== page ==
About two weeks ago, I read an article on CBC News focused on the new bylaw to put a ban on selling pets from breeders in pet stores within the city. While I mostly agreed with the article, I felt like this article missed the opportunity to showcase all the amazing non profit animal rescue organizations in the city, which have animals equally deserving of adoption.
The article mentions that any new pet stores opening up in the city should “only be able to sell dogs, cats and rabbits that come from the Ottawa Humane Society. ” (Foote, 2016) The mention of other animal rescues in the city should have gotten some spotlight here, simply because I am aware of cat and dog rescues in the city doesn’t mean everyone is. It could have been a golden opportunity for some of the other hardworking rescues in the city.
Don’t get me wrong; I like the OHS. It brought me my beautiful, blue-eyed, deaf cat, Winter, whom I adore tremendously. I found her because she, like most other OHS animals, was on display at my local pet store. I love looking at those little guys and gals when I go into pet stores, and it makes me happy to know that they’ll be adopted. However, there are so many additional rescues out there doing amazing work that need recognition.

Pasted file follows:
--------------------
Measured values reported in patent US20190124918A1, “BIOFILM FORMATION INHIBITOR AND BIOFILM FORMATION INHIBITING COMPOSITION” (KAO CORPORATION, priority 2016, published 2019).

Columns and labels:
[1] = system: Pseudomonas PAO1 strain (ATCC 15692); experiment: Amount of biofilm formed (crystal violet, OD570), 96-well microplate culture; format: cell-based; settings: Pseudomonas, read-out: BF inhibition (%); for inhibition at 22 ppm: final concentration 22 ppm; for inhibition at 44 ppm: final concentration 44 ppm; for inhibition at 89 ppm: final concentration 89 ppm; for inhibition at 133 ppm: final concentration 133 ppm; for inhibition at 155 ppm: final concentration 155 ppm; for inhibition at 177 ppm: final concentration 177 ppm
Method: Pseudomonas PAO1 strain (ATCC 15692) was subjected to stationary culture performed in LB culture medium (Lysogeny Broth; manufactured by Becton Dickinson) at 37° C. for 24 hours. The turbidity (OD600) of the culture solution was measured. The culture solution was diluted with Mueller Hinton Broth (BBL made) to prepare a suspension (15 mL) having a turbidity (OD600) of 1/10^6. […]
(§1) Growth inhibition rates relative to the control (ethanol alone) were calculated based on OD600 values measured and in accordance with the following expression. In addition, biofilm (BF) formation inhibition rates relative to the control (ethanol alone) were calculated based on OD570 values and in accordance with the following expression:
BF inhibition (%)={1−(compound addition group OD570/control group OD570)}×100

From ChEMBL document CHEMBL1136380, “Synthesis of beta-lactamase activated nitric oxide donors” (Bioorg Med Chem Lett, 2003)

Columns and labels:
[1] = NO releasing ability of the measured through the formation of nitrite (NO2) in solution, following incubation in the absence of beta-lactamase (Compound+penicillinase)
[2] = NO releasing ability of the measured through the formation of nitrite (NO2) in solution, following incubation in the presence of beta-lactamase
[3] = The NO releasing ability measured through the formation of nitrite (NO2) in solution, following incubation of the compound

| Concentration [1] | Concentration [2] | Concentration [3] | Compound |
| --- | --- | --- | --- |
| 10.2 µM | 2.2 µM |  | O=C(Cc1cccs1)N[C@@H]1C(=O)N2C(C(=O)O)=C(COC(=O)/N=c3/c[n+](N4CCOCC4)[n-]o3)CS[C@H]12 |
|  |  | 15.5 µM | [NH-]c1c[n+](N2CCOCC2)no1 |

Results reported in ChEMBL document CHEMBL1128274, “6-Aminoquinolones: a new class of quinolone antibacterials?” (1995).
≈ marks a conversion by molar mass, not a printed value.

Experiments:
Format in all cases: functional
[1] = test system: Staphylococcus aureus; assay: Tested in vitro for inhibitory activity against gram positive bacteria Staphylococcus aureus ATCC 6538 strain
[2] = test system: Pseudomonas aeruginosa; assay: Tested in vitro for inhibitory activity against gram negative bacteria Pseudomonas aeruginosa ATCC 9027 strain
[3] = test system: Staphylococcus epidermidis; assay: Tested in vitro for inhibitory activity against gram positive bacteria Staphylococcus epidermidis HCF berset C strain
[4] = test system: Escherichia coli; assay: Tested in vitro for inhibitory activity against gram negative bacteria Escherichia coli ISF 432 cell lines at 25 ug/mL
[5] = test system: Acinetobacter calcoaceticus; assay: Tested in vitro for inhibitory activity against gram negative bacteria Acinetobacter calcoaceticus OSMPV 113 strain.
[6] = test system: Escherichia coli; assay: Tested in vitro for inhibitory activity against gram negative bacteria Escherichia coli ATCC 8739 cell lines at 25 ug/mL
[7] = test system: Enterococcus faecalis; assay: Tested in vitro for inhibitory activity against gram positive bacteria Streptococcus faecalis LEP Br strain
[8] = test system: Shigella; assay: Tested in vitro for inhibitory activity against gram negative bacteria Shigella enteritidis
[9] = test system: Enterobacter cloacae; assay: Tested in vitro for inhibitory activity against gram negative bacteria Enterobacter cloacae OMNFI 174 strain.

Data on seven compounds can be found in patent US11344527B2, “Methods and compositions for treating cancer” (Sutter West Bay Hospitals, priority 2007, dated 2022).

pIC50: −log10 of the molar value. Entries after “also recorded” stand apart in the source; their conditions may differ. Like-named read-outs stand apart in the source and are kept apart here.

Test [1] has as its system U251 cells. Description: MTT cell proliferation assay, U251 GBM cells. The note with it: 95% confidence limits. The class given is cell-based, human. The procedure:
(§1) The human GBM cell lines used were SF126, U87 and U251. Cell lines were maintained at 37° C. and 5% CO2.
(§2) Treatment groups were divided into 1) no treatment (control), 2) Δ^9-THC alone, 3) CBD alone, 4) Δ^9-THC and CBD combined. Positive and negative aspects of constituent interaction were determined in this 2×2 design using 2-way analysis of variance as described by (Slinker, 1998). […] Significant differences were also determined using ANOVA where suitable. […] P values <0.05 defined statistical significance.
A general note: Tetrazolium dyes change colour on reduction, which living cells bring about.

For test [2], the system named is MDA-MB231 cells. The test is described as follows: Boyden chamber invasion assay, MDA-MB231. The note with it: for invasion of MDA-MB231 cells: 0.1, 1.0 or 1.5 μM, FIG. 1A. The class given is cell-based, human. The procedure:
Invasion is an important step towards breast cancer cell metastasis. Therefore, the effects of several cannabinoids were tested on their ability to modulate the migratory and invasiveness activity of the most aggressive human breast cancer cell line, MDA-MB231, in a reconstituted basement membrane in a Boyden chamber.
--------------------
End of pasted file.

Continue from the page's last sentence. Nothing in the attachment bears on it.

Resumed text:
I do some volunteer work for the Ottawa Stray Cat Rescue (OSCatR). I picked this organization because they have a “TNR” program, which stands for “Trap Neuter Release”. TNR “ends reproduction, stabilizes feral cat populations, improves individual cats’ lives and curbs the spread of infectious disease. The behaviors and stresses associated with mating — pregnancy, yowling, and fighting — are reduced or stop entirely.” By trapping and neutering/spaying stray cats, the population of stray cats slowly and steadily decreases. The OSCatR also takes stray cats in and places them in foster homes, giving them the care; medicine; and affection needed so they can be adopted out. I think the work they do is amazing and I feel like OSCatR and other hardworking rescues should be getting more attention in the media.
As seen on the Facebook comments, others also agree that including other rescues in the article would have been nice to see. It’s definitely an area of interest for others as well. In my opinion, this article missed an opportunity to inform readers of local, non profit rescues in the city. These rescues work hard, if not harder, and do not get anywhere near as much attention as the OHS; this must change.
What do you think? Do you think the media should have made mention to other animal rescues in the city? Or do you think the mention of the OHS was all the article needed? Let me know what you think!
Foote, Andrew. “City of Ottawa to Mull Tightening Leash on Dog, Cat, Rabbit Sales.” CBCnews. CBC/Radio Canada, 22 Jan. 2016. Web. 07 Feb. 2016.
Tucker, Terry. “My good friend is Mark Taylor’s assistant. ” Facebook.com January 25 2016. Web. February 7, 2016. Web.
“Ottawa Stray Cat Rescue.” Ottawa Stray Cat Rescue. Web. 07 Feb. 2016.